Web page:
Journal of Cell Science partnership with Dryad

Journal of Cell Science makes data accessibility easy with Dryad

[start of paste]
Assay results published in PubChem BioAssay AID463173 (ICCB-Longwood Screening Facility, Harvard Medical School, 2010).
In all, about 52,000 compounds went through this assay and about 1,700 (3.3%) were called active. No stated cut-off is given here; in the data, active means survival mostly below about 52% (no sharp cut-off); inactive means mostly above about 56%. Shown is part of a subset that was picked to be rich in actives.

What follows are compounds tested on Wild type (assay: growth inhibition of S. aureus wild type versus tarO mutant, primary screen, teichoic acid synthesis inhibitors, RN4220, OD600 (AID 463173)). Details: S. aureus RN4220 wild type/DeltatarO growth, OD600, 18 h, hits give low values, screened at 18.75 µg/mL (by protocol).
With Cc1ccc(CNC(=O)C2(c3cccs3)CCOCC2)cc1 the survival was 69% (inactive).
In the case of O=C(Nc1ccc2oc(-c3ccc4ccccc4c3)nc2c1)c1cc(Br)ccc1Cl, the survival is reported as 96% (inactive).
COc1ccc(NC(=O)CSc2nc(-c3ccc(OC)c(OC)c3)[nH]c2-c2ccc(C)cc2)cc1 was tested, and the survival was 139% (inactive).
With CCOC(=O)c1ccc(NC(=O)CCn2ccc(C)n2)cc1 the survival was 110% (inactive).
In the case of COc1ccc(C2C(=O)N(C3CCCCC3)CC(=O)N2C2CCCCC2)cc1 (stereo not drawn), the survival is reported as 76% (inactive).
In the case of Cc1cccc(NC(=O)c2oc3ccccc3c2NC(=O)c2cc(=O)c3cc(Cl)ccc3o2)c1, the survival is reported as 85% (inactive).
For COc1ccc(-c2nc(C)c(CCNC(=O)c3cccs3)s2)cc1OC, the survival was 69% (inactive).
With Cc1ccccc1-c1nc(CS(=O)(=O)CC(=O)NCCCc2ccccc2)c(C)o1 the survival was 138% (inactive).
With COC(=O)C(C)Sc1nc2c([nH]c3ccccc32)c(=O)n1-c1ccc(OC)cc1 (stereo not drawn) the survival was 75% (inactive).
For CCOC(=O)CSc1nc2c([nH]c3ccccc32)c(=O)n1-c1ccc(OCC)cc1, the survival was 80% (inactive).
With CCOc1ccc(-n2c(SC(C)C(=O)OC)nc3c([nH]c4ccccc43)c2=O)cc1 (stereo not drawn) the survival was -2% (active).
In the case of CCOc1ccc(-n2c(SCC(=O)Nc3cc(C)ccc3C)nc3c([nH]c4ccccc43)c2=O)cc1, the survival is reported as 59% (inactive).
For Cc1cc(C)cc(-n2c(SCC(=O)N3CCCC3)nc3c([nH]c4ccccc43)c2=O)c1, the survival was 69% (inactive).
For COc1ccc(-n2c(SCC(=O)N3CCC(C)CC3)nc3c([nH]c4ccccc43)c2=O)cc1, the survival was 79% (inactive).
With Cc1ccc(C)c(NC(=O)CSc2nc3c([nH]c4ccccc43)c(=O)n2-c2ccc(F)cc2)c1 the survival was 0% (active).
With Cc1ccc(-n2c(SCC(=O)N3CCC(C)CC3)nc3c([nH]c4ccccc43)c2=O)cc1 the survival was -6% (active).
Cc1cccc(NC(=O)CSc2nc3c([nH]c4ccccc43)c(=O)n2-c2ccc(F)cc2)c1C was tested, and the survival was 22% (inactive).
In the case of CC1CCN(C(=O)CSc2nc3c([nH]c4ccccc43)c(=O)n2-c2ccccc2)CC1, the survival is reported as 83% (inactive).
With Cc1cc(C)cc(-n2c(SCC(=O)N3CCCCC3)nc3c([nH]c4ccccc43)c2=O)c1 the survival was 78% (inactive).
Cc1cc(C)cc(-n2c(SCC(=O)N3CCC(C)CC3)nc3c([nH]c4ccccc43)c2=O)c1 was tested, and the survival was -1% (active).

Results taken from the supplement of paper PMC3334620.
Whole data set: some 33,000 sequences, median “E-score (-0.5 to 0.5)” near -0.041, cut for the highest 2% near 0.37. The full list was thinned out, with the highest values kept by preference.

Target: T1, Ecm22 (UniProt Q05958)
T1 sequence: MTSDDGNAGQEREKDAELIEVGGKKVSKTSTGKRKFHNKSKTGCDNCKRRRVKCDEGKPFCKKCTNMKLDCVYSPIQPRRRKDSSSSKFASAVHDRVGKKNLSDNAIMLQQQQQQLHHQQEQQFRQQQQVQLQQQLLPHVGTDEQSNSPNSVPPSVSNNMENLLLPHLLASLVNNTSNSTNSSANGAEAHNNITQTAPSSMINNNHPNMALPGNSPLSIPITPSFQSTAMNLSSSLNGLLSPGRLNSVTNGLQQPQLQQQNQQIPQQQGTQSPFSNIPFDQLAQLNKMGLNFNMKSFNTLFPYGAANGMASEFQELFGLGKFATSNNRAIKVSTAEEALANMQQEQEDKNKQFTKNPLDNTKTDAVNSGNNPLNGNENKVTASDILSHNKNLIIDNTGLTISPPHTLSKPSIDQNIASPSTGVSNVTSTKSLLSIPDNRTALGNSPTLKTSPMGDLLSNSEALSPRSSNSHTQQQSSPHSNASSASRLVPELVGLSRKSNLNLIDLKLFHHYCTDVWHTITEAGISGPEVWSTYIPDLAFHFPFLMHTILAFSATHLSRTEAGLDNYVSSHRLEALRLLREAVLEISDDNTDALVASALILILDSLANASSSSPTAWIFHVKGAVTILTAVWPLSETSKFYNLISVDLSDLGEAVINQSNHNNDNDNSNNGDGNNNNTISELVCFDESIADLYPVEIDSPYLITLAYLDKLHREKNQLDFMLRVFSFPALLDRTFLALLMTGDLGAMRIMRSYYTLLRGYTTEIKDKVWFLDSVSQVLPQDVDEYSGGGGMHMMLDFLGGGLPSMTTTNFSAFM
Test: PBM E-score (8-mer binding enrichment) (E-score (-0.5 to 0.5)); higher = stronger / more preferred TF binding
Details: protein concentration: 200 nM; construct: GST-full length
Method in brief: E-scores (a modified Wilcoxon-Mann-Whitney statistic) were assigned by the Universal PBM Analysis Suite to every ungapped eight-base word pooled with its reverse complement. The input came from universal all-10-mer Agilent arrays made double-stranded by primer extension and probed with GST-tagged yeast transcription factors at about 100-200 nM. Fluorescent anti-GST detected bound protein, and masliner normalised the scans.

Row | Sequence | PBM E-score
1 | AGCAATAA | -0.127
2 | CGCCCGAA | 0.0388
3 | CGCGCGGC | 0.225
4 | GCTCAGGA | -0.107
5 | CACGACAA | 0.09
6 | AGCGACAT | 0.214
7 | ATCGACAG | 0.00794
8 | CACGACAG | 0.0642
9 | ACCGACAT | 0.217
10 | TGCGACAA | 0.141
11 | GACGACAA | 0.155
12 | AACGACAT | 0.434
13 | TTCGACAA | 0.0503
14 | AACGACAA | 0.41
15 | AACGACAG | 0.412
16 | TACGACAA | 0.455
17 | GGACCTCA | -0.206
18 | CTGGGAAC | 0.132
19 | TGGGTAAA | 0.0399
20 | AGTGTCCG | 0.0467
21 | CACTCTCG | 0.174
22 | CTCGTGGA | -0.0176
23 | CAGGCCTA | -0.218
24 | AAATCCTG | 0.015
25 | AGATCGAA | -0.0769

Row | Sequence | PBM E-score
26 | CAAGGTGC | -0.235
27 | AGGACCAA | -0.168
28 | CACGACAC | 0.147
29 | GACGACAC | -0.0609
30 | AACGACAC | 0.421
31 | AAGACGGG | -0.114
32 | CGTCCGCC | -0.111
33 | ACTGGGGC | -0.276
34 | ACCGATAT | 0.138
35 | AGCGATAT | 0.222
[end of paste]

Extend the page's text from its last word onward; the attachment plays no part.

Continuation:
Endothelial permeability induced by thrombin and histamine is accompanied by actin stress fibre assembly and intercellular gap formation. Here, we investigate the roles of the Ρ family GTPases Rho1, Rac1 and Cdc42 in regulating endothelial barrier function, and correlate this with their effects on F-actin organization and intercellular junctions. RhoA, Rac1 and Cdc42 proteins were expressed efficiently in human umbilical vein endothelial cells by adenovirus-mediated gene transfer. We show that inhibition of Ρ prevents both thrombin- and histamine-induced increases in endothelial permeability and decreases in transendothelial resistance. Dominant-negative RhoA and a Ρ kinase inhibitor, Y-27632, not only inhibit stress fibre assembly and contractility but also prevent thrombin- and histamine-induced disassembly of adherens and tight junctions in endothelial cells, providing an explanation for their effects on permeability. In contrast, dominant-negative Rac1 induces permeability in unstimulated cells and enhances thrombin-induced permeability, yet inhibits stress fibre assembly, indicating that increased stress fibre formation is not essential for endothelial permeability. Dominant-negative Cdc42 reduces thrombin-induced stress fibre formation and contractility but does not affect endothelial cell permeability or responses to histamine. These results demonstrate that Ρ and Rac act in different ways to alter endothelial barrier function, whereas Cdc42 does not affect barrier function.